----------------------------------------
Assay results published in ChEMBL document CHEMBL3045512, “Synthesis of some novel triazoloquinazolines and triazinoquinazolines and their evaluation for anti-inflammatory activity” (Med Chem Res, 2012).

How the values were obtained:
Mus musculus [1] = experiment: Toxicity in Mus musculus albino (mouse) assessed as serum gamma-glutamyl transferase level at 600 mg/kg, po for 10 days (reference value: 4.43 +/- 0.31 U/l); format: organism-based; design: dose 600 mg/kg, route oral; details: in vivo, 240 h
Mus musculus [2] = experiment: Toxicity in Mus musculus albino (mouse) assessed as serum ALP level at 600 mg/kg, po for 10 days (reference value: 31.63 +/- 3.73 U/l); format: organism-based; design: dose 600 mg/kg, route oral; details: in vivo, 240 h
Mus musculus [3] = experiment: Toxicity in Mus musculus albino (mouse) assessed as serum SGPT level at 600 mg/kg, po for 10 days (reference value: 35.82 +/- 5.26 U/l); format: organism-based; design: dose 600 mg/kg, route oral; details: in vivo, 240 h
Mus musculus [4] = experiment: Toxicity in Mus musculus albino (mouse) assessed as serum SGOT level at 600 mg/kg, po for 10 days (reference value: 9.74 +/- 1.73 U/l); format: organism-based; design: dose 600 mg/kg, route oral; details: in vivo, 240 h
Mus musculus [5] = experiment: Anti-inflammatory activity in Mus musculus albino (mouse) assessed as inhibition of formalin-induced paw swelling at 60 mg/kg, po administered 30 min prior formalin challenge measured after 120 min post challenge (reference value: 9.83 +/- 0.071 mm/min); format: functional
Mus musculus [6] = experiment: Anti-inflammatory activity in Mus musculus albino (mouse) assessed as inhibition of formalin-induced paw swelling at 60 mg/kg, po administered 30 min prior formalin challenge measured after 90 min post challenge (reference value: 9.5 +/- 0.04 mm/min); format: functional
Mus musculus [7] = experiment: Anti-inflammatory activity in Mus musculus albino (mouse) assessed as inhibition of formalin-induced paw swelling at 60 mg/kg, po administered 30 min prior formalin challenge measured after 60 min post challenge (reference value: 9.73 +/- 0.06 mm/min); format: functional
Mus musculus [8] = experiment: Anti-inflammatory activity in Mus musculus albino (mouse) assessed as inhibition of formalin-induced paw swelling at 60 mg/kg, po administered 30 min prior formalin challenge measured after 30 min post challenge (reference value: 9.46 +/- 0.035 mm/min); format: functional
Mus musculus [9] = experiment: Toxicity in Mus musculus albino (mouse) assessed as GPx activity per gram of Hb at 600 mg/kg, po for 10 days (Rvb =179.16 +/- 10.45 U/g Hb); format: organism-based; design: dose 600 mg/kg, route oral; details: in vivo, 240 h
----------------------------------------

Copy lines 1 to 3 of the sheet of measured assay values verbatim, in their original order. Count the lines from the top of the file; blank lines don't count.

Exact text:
Assay results published in ChEMBL document CHEMBL3045512, “Synthesis of some novel triazoloquinazolines and triazinoquinazolines and their evaluation for anti-inflammatory activity” (Med Chem Res, 2012).

How the values were obtained:
Mus musculus [1] = experiment: Toxicity in Mus musculus albino (mouse) assessed as serum gamma-glutamyl transferase level at 600 mg/kg, po for 10 days (reference value: 4.43 +/- 0.31 U/l); format: organism-based; design: dose 600 mg/kg, route oral; details: in vivo, 240 h